November 14, 2017 - Theatrum Mundi - Publication of a report on Making Cultural Infrastructure
e-flux Architecture
November 14, 2017
November 14, 2017

Theatrum Mundi

Image from the Making Cultural Infrastructure report designed by Roddy Bow, Mike Lim & James Pockson.

Publication of a report on Making Cultural Infrastructure

Download the report hereWatch the film here.

Theatrum Mundi is an independent urban research centre that develops creative approaches to questions in the relationship between the design and cultures of cities.

From its inception in 2011, Theatrum Mundi has been concerned with the place of artistic and cultural labour in the city. It is at the heart of its research agenda is to interrogate the role of production and of display in the creation of an urban culture. From workshops on Social Movement and Music and Architecture, to debates like Can the Temporary leave a Trace?, challenges on Designing Politics, and series on Spaces for Literacy, Theatrum Mundi addresses conceptual and pragmatic concerns bridging academic inquiry, artistic practice, and architectural and urban contingency.

In its fifth year, Theatrum Mundi assembled 60 artists, writers, architects, and researchers, working with and in London’s urban cultural fabric, to address the following question: What are the infrastructural conditions for culture, and can they be designed into the city? The research convened roundtable discussions around three different modes of artistic production—performance, making, and virtual work—to explore the way that each is impacted differently by the social and spatial organisation of the city. This informed a design workshop in which four architectural practices sketched out and debated approaches to enriching London’s cultural capacity.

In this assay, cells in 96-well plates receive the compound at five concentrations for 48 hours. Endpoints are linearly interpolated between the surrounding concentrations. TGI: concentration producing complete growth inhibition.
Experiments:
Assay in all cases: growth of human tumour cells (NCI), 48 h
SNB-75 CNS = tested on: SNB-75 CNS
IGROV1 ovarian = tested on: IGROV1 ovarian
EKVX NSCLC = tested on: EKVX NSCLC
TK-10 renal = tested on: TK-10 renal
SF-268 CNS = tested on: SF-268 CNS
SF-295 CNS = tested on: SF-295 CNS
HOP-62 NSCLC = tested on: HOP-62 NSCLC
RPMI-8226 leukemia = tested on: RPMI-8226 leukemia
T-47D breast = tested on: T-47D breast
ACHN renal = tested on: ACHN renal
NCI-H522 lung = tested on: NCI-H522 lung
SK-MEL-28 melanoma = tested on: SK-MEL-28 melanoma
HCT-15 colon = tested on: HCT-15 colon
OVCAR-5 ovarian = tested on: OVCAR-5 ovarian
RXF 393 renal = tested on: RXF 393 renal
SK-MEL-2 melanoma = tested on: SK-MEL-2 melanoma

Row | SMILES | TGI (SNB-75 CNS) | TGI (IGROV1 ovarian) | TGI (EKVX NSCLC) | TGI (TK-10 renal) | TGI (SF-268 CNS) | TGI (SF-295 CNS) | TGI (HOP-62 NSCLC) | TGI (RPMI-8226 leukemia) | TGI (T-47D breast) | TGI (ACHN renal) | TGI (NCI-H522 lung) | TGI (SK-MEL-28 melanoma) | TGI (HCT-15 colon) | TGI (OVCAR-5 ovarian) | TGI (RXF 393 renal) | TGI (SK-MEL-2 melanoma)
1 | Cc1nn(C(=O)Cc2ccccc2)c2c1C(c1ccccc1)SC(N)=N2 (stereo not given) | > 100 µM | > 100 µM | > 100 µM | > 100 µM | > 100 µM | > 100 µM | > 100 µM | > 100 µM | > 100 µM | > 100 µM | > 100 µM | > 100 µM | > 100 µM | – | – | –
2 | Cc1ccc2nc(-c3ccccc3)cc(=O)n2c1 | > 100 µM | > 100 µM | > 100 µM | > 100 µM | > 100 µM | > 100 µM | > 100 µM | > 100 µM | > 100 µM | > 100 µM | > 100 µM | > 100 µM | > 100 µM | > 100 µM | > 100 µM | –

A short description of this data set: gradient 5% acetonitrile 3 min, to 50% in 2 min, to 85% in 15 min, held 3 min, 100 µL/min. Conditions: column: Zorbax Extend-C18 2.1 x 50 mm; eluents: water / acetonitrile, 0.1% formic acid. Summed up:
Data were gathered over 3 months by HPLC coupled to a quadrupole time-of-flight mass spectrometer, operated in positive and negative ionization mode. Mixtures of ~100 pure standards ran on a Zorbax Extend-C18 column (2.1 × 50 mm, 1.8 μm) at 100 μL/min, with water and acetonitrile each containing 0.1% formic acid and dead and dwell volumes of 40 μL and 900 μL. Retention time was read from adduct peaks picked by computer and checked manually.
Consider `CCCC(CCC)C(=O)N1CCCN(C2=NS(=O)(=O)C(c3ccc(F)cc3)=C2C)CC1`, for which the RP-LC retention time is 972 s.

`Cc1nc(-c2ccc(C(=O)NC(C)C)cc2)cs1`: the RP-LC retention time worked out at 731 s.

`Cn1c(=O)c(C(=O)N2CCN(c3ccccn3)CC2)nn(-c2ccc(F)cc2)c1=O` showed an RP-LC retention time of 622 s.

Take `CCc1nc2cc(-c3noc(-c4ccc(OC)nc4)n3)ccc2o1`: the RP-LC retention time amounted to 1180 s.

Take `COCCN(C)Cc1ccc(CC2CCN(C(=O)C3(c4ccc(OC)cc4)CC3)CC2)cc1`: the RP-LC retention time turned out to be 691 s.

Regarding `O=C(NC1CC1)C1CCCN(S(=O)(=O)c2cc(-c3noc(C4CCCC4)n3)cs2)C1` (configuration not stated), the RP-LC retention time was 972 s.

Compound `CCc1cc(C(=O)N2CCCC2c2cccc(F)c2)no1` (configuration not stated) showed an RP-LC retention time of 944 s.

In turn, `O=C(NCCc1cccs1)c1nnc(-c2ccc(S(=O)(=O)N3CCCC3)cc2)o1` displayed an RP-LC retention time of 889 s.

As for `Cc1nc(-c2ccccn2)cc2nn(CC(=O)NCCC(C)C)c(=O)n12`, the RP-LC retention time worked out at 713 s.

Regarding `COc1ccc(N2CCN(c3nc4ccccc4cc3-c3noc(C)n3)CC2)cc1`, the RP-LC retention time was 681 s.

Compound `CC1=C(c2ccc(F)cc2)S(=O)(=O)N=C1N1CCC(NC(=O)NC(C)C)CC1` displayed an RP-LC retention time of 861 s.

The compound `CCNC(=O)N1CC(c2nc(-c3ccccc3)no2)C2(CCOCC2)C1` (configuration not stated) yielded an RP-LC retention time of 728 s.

The report published online and in print today analyses the results of this research in three sections. Inhabiting Cultural Infrastructure reveals material, immaterial, and ecological infrastructural conditions that impinge upon the way artists use and inhabit space. Designing Cultural Infrastructure shows how architectural strategies can create active forms of infrastructure that do not constrain the forms that ‘culture’ can take. A Language for Cultural Infrastructure outlines a set of terms with which to stimulate critical debate in urban planning about the implications of different forms of infrastructure.

This latest report marks a step in an ongoing enquiry by Theatrum Mundi into cultural infrastructure. As it becomes an independent charity after 5 years growing within LSE Cities, the questions raised in this report will spark fresh directions in research, and provide a platform for debate with architects, artists, planners, and citizens.

Theatrum Mundi
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